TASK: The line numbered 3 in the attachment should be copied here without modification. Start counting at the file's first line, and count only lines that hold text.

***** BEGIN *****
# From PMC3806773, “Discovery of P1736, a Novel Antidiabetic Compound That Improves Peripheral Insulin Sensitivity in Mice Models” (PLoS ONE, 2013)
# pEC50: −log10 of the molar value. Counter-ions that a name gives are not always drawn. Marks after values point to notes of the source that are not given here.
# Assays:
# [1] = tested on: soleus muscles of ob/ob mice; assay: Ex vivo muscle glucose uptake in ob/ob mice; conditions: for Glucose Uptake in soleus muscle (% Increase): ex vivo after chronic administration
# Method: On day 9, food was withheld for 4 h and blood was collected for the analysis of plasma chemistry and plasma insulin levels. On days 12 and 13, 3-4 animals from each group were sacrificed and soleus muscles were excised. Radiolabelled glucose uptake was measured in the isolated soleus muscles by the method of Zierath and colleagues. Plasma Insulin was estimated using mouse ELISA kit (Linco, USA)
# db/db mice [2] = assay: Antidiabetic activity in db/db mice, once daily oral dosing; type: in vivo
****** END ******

# Assays: